Henry Taunt

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Henry Taunt
Henry Taunt 1902-1912.jpg
Henry Taunt wearing a medal of the Ancient Order of Foresters
Born (1842-05-14)14 May 1842
St Ebbe's, Oxford, England
Died (1922-11-04)4 November 1922
Cowley Road, Oxford
Nationality British
Known for Photography
Awards Ancient Order of Foresters

Henry William Taunt (1842–1922) was a professional photographer based in Oxford, England. His studio was in Broad Street, Oxford.


Henry Taunt was born in Penson's Gardens in the parish of St Ebbe's, Oxford.[1] He was the son of a plumber and glazier, also Henry, and his wife Martha, who came from West Ilsley in Berkshire.

At the age of 14, Taunt joined Edward Bracher as a member of staff in 1856 at his photographic premises based at 26 High Street, Oxford.[2][3] In 1868 he set up his own photographic business in Oxford. Moving from his Broad Street studio, Taunt traded from 1894–95 at 41 High Street, Oxford and later moved to 34 High Street; remaining here from 1895 until 1906.[4] After this time he moved all his work to his home on Cowley Road.

In 1893 Henry Taunt was elected a Fellow of the Royal Geographical Society. This was a substantial honour in recognition of the notable feat of cartography and accuracy of measurements that featured in the New Map of the Thames.


Henry Taunt's black-and-white photographs are mainly views of Oxford, Oxfordshire (and surrounding counties) and the River Thames. He produced the first pocket guide to the River Thames to be illustrated with photographs. In the 1860s, it covered the upper Thames, but it expanded its range over several editions. The wet collodion process, invented by Frederick Scott Archer, was the best means to capture negative images on glass until the end of the 1870s, by which time many of Taunt’s pictures for his Illustrated Map of the Thames had been taken. He would row his skiff to a location, set up his dark tent, set up his camera and tripod, sensitise and coat the glass plate, immediately make the two- or three-second exposures, develop and fix the images, wash them in river water, perhaps dry them in the sun and row back to his lodgings or set up camp with his assistants. At the beginning of the 1860s this was an notable feat of skill. Henry Taunt was at the forefront of Victorian location photographic technology.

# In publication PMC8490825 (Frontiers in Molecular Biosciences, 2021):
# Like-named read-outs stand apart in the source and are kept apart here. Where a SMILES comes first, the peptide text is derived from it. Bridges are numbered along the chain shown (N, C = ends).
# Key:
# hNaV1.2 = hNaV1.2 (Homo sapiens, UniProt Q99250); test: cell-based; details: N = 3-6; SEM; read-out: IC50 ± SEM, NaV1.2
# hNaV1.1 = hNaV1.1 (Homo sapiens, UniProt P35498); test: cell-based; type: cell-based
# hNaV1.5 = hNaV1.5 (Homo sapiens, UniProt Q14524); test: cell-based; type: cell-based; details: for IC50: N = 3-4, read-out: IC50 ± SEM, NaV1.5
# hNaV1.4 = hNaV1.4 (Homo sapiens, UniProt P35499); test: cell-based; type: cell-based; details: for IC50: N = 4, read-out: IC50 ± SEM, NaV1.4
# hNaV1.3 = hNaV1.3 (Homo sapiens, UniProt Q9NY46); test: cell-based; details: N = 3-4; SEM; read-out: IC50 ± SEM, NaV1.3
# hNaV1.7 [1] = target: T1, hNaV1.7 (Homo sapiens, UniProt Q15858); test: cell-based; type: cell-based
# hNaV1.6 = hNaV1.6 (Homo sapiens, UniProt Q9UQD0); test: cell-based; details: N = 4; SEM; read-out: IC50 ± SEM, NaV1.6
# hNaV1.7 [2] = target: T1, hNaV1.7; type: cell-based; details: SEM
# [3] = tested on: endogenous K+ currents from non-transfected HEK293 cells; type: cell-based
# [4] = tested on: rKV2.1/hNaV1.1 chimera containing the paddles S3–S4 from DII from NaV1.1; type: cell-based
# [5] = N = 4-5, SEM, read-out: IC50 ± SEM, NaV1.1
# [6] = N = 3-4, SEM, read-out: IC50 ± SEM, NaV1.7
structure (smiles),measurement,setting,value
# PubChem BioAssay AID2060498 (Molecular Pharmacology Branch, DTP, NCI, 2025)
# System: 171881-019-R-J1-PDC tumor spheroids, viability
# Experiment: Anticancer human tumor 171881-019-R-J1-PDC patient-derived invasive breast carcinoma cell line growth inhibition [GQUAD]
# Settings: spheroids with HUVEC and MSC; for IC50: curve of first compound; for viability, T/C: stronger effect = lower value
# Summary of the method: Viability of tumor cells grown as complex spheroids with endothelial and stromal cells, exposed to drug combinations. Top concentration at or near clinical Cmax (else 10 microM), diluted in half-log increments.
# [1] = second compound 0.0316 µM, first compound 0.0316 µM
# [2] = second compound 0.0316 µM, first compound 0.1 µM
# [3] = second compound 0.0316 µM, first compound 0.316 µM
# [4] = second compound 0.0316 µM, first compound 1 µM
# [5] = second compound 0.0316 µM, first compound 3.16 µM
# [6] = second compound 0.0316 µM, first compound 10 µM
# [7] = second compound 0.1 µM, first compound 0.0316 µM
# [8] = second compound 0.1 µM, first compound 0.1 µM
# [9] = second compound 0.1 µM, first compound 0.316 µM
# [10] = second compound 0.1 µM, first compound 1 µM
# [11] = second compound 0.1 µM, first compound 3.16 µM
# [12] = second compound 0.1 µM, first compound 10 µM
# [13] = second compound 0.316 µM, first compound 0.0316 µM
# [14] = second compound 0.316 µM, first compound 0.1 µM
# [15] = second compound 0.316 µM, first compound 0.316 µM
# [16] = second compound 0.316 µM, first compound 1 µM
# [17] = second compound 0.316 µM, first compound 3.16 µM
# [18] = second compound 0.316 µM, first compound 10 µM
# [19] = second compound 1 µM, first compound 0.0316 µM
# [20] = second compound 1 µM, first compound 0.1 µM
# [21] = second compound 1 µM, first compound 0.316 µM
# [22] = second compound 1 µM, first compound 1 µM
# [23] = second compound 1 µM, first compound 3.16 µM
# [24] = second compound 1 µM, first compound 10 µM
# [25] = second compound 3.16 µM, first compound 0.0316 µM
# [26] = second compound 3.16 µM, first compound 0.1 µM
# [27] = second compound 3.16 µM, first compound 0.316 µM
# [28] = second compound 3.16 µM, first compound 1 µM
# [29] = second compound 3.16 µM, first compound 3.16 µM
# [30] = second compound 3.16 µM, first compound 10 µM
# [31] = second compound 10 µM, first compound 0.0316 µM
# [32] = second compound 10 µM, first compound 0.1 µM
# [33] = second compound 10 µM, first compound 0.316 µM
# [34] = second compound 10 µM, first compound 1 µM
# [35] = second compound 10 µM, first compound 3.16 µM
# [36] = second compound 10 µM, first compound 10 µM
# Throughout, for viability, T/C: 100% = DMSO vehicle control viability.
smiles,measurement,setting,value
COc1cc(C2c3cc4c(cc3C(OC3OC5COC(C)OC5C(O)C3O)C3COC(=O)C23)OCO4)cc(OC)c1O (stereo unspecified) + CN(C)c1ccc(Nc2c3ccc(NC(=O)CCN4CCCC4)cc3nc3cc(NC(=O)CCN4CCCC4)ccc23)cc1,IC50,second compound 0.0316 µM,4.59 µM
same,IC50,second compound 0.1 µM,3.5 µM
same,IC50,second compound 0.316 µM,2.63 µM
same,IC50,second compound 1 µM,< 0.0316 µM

Taunt's photographs are reproduced in many books (e.g., see below) and form a useful historical record of social history and architecture. Major collections of his work are held by English Heritage: 14,000 images, Oxfordshire County Council: Oxfordshire Studies and the River and Rowing Museum at Henley-on-Thames.[5]


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